Dean Fortin has proposed using sewage as part of a plan to heat buildings
The possibility of heating buildings in the north end of downtown should be included in the Capital Regional District’s sewage treatment plans, says Victoria Mayor Dean Fortin.
It would be feasible to use energy recovered from treated wastewater to heat buildings in the north end of downtown, including the Rock Bay area, Gilbert Cote of the consulting engineering firm Stantec has told Victoria city councilors.
That would cost about $29 million, of which about $12 million is already included in sewage treatment project costs.
Victoria will have to fight to have the balance included as part of the overall sewage treatment project, said Fortin.
“Seventeen million dollars is a lot of money and if we don’t make it as part of the sewage treatment plant that we have, then there is no
guarantee that federal or provincial funding will be there,” Fortin said.
Stantec assessed how a wastewater heat-recovery system would work in James Bay and downtown.
Cote said that running the infrastructure from a proposed treatment plant at McLoughlin Point into both James Bay and downtown would be too expensive.
It would cost more than $50 million — not included in the estimated $967-million sewage treatment project cost — to install a system of pipes and to increase the temperature of wastewater to fit older buildings’ boiler systems, he said.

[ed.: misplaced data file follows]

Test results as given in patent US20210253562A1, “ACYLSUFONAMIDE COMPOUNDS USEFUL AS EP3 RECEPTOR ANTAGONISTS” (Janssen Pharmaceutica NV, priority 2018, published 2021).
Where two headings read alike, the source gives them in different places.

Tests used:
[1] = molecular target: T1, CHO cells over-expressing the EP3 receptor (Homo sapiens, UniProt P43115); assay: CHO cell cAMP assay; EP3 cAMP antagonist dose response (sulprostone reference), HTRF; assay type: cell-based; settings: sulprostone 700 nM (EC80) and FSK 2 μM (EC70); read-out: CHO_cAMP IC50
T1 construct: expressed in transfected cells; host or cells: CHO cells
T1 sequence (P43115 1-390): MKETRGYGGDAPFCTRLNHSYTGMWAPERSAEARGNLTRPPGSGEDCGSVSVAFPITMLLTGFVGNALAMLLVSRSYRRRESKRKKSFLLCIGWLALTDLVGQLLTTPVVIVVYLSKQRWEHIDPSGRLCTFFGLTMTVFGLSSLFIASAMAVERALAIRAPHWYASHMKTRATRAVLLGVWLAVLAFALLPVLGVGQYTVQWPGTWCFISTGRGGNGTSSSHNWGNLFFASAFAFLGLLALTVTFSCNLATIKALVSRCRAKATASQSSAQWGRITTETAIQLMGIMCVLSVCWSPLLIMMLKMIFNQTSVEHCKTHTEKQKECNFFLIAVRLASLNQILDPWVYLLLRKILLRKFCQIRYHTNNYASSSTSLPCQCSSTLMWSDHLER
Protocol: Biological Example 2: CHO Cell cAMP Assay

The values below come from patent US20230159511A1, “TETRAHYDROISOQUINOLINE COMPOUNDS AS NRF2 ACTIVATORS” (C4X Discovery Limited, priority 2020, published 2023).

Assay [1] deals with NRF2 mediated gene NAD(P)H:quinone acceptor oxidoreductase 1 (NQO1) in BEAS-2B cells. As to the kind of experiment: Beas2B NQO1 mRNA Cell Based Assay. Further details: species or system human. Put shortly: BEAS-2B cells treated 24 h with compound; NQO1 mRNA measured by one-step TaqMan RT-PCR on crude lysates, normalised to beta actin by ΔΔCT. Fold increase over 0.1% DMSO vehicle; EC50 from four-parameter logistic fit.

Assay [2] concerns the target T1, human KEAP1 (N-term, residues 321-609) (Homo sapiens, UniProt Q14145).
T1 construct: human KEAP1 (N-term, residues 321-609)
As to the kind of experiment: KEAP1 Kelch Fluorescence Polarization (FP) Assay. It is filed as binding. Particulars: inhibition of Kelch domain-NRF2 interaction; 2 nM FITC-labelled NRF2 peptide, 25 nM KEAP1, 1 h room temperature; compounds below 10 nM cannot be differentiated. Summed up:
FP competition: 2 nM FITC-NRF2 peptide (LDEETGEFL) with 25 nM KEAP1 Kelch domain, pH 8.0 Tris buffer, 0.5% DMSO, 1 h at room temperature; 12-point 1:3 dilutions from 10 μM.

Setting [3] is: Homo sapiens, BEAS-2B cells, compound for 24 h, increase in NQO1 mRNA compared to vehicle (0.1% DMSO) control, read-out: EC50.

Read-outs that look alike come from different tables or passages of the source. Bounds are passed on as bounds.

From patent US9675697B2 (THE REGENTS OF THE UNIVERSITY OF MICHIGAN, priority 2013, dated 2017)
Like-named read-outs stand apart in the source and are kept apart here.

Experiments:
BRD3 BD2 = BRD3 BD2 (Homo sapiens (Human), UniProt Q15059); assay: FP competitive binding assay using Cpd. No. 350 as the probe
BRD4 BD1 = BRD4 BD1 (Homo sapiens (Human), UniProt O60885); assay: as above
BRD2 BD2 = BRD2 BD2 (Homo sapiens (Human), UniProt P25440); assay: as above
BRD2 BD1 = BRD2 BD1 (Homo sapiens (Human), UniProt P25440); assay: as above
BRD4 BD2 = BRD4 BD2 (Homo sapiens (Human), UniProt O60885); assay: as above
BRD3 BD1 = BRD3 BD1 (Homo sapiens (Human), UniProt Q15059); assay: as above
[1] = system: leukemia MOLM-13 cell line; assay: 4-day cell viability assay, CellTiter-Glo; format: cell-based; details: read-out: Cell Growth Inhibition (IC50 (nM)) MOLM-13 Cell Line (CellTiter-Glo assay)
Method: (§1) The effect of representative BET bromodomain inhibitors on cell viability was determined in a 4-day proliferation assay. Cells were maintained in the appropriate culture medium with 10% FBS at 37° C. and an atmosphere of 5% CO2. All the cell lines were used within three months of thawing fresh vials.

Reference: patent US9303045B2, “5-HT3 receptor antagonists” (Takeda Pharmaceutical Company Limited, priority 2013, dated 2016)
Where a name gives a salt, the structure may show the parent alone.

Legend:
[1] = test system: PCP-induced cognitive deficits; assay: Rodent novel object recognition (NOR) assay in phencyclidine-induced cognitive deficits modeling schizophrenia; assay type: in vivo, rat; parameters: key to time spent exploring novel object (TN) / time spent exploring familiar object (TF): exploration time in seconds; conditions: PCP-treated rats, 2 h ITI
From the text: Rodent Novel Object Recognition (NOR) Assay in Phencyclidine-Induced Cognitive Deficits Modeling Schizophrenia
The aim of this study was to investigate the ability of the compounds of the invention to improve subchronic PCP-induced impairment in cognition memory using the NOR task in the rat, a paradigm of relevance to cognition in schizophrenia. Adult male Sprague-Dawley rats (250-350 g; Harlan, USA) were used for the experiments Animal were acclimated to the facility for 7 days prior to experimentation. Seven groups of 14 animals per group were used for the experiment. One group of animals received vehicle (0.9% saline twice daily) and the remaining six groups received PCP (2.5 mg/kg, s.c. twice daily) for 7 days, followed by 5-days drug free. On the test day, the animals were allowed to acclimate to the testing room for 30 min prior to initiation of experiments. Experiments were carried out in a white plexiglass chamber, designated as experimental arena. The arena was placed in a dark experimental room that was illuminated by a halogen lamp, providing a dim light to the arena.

It would make more sense to focus on a smaller area, such as the north Douglas Street corridor, where new buildings use heating systems more compatible with the lower temperature generated by treated effluent, he said.
Victoria could require new developments in the area to make their heating systems compatible with the heat-recovery system, said CRD manager of environmental services Dwayne Kalynchuk.
Kalynchuk, who takes over as Victoria’s director of engineering and public works next month, told councilors that a smaller energy system to service the needs of north downtown, including Rock Bay, would cost about $29 million.
Given that about $12 million is already in the sewage treatment project budget, “it really would be about a $17-million total cost we would be looking at,” he said.
There might be access to federal or provincial funding to offset that cost, Kalynchuk said.
One of the keys would be ensuring there was a “captive market.” “What’s critical in order to make a system like this work is [that there be] a zoning provision or something that will mandate people to hook up to the system,” Kalynchuk said. “That’s a bit of a catch-22, because you have to have a system in place before the builders are able to do that.”
Fortin said that if the city is mandating people in a certain area to hook up to the heating system, it can’t also ask developers to pay for construction of the new system.
“It’s going to be really important for the success of the treatment plant and the energy centre to have that $17 million in place — certainly for the success of development in the north end of downtown,” Fortin said.